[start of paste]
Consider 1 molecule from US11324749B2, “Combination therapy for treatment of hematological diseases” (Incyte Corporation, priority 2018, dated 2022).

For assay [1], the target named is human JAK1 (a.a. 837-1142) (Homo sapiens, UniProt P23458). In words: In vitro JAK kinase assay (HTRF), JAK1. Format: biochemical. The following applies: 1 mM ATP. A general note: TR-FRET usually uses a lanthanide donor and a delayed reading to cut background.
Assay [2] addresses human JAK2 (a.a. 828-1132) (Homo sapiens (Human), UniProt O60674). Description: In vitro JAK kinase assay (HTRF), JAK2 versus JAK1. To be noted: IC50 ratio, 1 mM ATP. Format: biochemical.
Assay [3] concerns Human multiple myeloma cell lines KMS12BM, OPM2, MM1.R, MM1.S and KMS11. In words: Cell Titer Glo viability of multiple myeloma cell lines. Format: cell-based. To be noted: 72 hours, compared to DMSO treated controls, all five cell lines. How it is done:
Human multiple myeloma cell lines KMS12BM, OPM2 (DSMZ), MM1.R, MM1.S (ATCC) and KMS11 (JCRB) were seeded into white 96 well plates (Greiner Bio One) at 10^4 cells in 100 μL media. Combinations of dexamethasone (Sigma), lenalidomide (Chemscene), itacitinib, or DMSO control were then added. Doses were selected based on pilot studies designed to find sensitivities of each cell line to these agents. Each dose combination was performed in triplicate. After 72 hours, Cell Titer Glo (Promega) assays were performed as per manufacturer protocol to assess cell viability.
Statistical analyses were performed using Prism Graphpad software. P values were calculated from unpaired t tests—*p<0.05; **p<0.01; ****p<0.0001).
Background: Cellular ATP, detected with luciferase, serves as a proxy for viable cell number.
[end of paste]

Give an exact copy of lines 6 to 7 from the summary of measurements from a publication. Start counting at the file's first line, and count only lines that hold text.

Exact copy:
Statistical analyses were performed using Prism Graphpad software. P values were calculated from unpaired t tests—*p<0.05; **p<0.01; ****p<0.0001).
Background: Cellular ATP, detected with luciferase, serves as a proxy for viable cell number.